I’m one of the lucky ones, even by American standards. My business partner and I built a company in the ’90s that created and ran professional conferences covering web design, web marketing, web advertising, and other frenzied subjects of the day. We were selling Levis to the gold miners. And we were lucky enough to sell the company in July of 2000. I managed to walk away with enough money for my family to live very comfortably–though not opulently–for the rest of my life and beyond.
My partner does not endorse all the opinions here, by a long shot. But here’s my take on it all. We built that company from scratch, with our own sweat and our own equity. It had real revenues and real profits, it supported dozens of employees and hundreds of suppliers, cohorts, colleagues, and co-conspirators, and provided real value to tens of thousands of customers. We made sure that our employees and long-time associates shared quite liberally in the jackpot when it arrived, even though it meant serious money out of our pockets. And we paid a wopping large chunk of capital-gains taxes–no shelter in sight.
So you’d think that I’d be the first one claiming a right to keep the money we made. I should be singing hosannahs to the Bush tax cuts that are putting (some would say leaving) so much money in my pocket and my children’s pockets.
But I don’t feel that way, because I don’t subscribe to the basic tenet underlying the neoconservative religion. I’m not under the illusion that I “deserve” it.
The “you deserve it” mantra-cum-moral is as American as SUVs. The self-help gurus and most maistream psychologists lead the chorus with their inordinate esteem for “self-esteem,” and their injuctions to tell yourself that “you deserve” that car, or that raise, or that new outfit. Many of them are wondering right now whether I have a self-image problem. The marketers are more than happy to jump on this mutually congratulatory just-deserts bandwagon.
And the neocons are right at the front of the you-deserve-it parade. Moments of googling turn up dozens of examples, but the most stunning recent expression I’ve come across came from the neocon’s favorite lobbyist, the dollar-gobbling Jack Abramoff, in the New York Times Magazine: “I felt that the resources coming into my hands were the consequence of God putting them there.” Whoa.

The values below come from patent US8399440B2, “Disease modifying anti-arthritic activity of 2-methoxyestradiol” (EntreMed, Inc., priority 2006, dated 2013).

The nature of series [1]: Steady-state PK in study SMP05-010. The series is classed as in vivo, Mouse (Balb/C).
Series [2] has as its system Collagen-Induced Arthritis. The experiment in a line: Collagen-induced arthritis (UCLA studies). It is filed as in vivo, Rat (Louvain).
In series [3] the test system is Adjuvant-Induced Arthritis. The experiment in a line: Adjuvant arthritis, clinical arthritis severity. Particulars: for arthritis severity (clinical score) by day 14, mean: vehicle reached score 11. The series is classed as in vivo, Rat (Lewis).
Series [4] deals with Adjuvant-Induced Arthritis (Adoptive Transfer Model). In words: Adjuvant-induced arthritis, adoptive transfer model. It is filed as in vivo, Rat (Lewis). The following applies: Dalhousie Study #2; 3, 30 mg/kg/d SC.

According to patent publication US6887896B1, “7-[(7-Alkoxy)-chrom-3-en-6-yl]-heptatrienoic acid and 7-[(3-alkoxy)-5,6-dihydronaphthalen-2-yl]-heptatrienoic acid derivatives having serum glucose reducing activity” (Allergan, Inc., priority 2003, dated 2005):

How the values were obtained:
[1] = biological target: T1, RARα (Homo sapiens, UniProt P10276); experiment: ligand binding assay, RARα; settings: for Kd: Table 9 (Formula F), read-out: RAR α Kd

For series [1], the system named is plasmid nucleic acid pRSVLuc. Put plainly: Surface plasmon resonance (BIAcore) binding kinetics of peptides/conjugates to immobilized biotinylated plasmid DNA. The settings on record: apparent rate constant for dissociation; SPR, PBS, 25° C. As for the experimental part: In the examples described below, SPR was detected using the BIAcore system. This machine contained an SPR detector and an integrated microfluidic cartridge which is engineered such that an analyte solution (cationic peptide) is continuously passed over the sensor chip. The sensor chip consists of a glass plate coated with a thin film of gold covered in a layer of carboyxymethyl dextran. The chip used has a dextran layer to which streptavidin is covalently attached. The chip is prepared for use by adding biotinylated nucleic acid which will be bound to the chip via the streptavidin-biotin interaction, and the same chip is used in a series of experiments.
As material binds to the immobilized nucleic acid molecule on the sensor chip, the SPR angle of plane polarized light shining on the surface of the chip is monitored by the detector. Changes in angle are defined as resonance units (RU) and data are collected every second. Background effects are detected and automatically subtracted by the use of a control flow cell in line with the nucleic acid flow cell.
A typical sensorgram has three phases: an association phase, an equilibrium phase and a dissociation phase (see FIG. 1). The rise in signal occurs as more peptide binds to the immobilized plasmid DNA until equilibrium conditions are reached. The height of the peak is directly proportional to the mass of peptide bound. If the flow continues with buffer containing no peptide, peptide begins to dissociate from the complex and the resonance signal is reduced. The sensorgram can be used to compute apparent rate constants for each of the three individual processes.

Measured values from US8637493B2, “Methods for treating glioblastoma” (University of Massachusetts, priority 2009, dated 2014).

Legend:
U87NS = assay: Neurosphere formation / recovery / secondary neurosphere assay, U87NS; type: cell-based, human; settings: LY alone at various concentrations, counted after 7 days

The neocon ideology in a nutshell: If business people keep more of their well-deserved profits, they’ll have more incentive to create and build businesses, jobs, and prosperity. All boats rise.
But if other entrepreneurs are like I was, the neocons’ incentive argument is wrong by 180 degrees. First, I can assure you that my partner and I weren’t eyeballing the marginal tax rate when we started our business. It never crossed our minds; we did it because we thought we could make a success of it and it seemed like a cool thing to do.
As the business grew, I kept a regularly updated spreadsheet that calculated our revenues and profits, how those might translate into a sale price–minus taxes on the sale—and how much money I and my partner would be able to spend per year (after taxes) throughout our lives if we sold, while leaving something for our kids. We wanted our employees and cohorts to do well as well; we made sure they did, and we calced that into the total. But we were quite clear-eyed in our mercenary intentions. When that projected spending-per-year number got high enough, we sold.
I explain this because it utterly contraverts the neocons’ “incentive” argument. Since we were looking at what would be left from a sale after taxes, higher taxes gave us more incentive to grow the business faster–employing more people and contributing more to the economy (and the government), so we could get to the magic after-tax number. This may or may not be a universal rule; I can only say that it was uncontrovertibly true for us.